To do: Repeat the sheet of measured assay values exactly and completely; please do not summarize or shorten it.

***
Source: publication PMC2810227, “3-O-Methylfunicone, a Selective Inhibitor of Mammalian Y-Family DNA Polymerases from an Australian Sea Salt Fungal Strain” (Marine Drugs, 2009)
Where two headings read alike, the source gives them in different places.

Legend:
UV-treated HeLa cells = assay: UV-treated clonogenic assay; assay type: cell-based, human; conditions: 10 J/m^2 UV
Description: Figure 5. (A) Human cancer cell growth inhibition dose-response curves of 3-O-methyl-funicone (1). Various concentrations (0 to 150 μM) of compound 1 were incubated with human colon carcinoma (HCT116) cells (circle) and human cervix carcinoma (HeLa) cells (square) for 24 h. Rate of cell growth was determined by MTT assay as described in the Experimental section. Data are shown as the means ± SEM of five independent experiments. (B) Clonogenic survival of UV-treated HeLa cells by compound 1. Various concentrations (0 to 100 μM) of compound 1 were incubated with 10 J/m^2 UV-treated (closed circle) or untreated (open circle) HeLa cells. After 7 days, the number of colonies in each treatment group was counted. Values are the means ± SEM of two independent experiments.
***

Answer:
Source: publication PMC2810227, “3-O-Methylfunicone, a Selective Inhibitor of Mammalian Y-Family DNA Polymerases from an Australian Sea Salt Fungal Strain” (Marine Drugs, 2009)
Where two headings read alike, the source gives them in different places.

Legend:
UV-treated HeLa cells = assay: UV-treated clonogenic assay; assay type: cell-based, human; conditions: 10 J/m^2 UV
Description: Figure 5. (A) Human cancer cell growth inhibition dose-response curves of 3-O-methyl-funicone (1). Various concentrations (0 to 150 μM) of compound 1 were incubated with human colon carcinoma (HCT116) cells (circle) and human cervix carcinoma (HeLa) cells (square) for 24 h. Rate of cell growth was determined by MTT assay as described in the Experimental section. Data are shown as the means ± SEM of five independent experiments. (B) Clonogenic survival of UV-treated HeLa cells by compound 1. Various concentrations (0 to 100 μM) of compound 1 were incubated with 10 J/m^2 UV-treated (closed circle) or untreated (open circle) HeLa cells. After 7 days, the number of colonies in each treatment group was counted. Values are the means ± SEM of two independent experiments.